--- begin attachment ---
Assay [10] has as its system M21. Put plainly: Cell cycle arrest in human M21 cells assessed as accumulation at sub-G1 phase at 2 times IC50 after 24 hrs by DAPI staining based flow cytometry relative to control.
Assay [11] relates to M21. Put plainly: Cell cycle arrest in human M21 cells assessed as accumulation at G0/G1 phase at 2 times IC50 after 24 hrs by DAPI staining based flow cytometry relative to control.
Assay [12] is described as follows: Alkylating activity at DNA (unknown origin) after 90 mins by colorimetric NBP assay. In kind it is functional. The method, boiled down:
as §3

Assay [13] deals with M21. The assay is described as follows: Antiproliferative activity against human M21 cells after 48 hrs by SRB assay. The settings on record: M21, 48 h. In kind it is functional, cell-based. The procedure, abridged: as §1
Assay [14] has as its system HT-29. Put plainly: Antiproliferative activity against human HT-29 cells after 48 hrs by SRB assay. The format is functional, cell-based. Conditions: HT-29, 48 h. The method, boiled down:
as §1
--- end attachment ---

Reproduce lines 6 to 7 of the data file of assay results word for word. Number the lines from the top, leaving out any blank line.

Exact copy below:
Assay [14] has as its system HT-29. Put plainly: Antiproliferative activity against human HT-29 cells after 48 hrs by SRB assay. The format is functional, cell-based. Conditions: HT-29, 48 h. The method, boiled down:
as §1